I just started a new position with an organization that is pretty young in the association world. I accepted the job because everyone gets along really well and works as a team to accomplish yearly goals.
This type of culture is something I didn’t experience at my previous place of employment, but I was intensely craving it.
I am in a leadership role and am responsible for creation and development of programs. My position is fairly new and the person who held it before me is still with the company.
Here are my questions:
- I love the close bond everyone has with each other, but it’s hard to see where I fit in with the team. Everyone has strengthened their bond over time and there is no way I can catch up. We have fewer than 10 people in the office. How do I develop relationships with everyone when it appears cliques are already established?
- There is a ton of ambiguity in my position since it’s fairly new. What questions should I ask to get a clear understanding of expectations?
- When is too soon to make organization recommendations? From an outsider’s perspective, I see a couple of things that if changed would benefit the organization. However, I’ve been on board for less than four months.
Looking for Friends
Dear Looking for Friends,
First, congratulations on finding the culture you’ve been looking for. It sounds like you have a terrific opportunity to thrive and make an impact. Now to your excellent questions.
Don’t worry about making friends—instead, seek to create amicable and productive working relationships. This will take the pressure off you and everyone else. The people who will end up being your friends will emerge as a byproduct of you being yourself and producing great results over time. You can’t force it.
Since it is such a small office, I’d suggest asking each person for a one-on-one meeting—either an official in-office meeting, or a coffee or a beer. Start with each person by asking about them, their role, and their goals, which will help you understand how to support others in achieving their goals while you pursue your own. Then ask them what they love about their jobs and what they think their strengths are. This will help you know who to go to for help in ways they will appreciate. This part of the meeting will endear you to just about everyone—because you can’t underestimate how delighted people are to talk about themselves!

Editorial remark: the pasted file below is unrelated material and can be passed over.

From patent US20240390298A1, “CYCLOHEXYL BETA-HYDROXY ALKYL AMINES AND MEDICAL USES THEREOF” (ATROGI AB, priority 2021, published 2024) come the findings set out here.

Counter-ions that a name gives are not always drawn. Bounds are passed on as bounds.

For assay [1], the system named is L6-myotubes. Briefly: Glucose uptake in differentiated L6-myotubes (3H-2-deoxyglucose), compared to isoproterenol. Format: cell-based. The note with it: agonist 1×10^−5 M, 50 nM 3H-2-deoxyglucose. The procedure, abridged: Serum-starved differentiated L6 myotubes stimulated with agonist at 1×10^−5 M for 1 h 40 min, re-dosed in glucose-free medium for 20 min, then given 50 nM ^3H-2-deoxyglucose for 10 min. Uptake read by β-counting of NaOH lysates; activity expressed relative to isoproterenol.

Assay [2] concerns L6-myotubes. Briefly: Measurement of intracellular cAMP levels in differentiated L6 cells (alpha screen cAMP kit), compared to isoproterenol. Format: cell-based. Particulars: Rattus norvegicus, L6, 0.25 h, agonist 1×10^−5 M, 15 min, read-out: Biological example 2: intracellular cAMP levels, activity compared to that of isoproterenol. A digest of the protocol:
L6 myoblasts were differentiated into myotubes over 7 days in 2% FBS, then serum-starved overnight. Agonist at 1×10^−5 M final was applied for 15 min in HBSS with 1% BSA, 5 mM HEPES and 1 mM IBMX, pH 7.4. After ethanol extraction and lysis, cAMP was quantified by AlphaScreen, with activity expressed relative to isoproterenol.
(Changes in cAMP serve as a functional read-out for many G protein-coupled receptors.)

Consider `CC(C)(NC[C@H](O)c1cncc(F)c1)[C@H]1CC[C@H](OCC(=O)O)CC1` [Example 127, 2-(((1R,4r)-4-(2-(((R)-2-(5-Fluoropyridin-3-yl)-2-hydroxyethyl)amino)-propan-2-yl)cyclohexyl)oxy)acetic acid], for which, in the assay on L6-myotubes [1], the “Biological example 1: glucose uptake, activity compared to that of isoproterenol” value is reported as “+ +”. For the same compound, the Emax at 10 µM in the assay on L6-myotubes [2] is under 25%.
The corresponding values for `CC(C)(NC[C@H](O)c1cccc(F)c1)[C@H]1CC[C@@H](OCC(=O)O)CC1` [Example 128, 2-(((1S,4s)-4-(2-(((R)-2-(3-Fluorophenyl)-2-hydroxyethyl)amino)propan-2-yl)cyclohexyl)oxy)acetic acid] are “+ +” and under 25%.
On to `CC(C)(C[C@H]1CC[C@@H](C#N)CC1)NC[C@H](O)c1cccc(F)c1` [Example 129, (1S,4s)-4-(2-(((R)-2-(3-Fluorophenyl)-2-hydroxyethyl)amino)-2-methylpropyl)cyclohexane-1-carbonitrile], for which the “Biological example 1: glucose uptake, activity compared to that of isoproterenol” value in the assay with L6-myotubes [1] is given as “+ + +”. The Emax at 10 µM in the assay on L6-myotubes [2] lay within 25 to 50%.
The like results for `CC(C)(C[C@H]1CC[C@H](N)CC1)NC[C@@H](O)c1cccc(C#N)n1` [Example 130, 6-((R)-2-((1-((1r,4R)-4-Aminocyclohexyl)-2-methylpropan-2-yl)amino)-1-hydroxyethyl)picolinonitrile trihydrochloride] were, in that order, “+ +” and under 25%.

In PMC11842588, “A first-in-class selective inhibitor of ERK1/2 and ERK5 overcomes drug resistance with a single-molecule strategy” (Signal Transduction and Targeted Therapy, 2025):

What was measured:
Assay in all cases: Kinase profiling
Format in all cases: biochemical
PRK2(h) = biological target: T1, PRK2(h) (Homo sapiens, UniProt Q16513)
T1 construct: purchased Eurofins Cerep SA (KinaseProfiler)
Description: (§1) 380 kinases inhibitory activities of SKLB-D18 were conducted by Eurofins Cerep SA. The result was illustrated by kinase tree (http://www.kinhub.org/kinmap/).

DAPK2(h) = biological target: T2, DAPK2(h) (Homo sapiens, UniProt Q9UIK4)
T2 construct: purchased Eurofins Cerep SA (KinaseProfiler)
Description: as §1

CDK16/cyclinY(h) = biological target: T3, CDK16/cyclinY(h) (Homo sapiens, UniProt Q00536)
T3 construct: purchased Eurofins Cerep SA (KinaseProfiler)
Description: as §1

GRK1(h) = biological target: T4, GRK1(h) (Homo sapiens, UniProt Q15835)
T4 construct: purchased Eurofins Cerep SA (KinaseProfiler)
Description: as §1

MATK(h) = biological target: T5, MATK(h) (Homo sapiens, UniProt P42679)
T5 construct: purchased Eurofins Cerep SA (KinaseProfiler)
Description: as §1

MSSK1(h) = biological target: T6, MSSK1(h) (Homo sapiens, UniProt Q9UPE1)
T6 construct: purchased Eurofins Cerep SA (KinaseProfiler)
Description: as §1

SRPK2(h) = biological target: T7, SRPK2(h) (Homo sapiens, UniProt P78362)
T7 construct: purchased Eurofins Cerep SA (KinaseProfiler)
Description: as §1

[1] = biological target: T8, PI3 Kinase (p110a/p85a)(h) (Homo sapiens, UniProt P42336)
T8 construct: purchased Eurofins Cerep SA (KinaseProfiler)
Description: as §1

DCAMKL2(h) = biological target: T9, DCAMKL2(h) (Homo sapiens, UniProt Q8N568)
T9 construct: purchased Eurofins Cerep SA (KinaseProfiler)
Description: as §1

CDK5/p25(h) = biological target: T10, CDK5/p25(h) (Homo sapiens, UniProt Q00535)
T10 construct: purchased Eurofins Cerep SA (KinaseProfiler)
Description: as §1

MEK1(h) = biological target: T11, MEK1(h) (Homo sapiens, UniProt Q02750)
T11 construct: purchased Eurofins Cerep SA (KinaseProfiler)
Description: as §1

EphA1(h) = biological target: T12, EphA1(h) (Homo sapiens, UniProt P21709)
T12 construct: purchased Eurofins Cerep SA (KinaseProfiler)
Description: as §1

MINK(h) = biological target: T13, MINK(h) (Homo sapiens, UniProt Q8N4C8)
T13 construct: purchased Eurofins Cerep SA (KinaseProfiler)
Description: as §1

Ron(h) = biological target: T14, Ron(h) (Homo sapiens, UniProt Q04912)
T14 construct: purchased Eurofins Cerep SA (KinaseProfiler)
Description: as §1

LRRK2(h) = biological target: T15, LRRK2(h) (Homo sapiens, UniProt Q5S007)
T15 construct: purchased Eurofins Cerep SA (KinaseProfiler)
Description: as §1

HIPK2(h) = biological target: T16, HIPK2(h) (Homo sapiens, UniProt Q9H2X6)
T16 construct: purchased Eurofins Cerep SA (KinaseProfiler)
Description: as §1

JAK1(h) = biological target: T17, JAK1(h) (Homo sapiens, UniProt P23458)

After that, to find out about their expectations of you, ask simple questions like:
- If I am successful in this role, what will we have in six to nine months that we don’t have yet?
- What do you think a home run would look like?
- Is there anything I should not be focusing on?
- What can I do to make your job easier?
- What do you think I need to know?
Listen carefully, take notes, don’t argue with what you think are terrible ideas, and don’t make any promises. Do brainstorm around ideas you think have merit, ask questions, and say thank you.
You should definitely spend some time with the person who previously had your job—and make sure you understand what their hopes and dreams are for the role.
Now let be me clear: I am not suggesting you actually have to do everything people think you should do. You may decide to do some things based on these conversations, and you can give credit to whoever’s idea it was, but mainly you are getting to know people, developing relationships, and acquiring a bird’s eye perspective of how you can add value to the organization.
While you are at it, let each person know they can always feel free to come to you with further ideas or feedback. So now you have opened a door and made sure people know it will stay open.
Presumably, your boss has given you some clue as to what is expected of you. If not, after all of your interviews, you can formulate your own thoughts about priorities and run them by your boss to make sure you are on the same page. Then you will have a plan you can feel good about.
Regarding how soon is too soon to make recommendations, now is definitely too soon. There is nothing like fresh eyes for uncovering inefficiencies or outmoded processes. That’s what makes it so hard to keep your mouth shut. But if you are smart, you will do exactly that. Over time—and there is no rule of thumb about how much time—you will understand why things are done in certain ways. You will be right about some of the potential changes, but you will have to earn the right to voice a strong opinion. How? By keeping your head down, being easy to work with, and doing excellent work. When you begin adding unquestioned value to the organization, people will ask you for your opinion and you won’t have to worry if it is welcome or not!
As you move forward to craft your action plan and launch yourself into execution, make sure you include many people in your plans and activities. Before you know it, people will be coming to you to share ideas and get input on their projects, good things will start happening, and you will be “in.” Stay focused on your work and you won’t even notice it happening—you will just wake up one day and realize that it has.
So happy for you. I am sure you will be brilliant and have as many friends as you need.
About the author
Madeleine Homan Blanchard is a master certified coach, author, speaker, and cofounder of Blanchard Coaching Services. Madeleine’s Advice for the Well Intentioned Manager is a regular Saturday feature for a very select group: well intentioned managers. Leadership is hard—and the more you care, the harder it gets. Join us here each week for insight, resources, and conversation.
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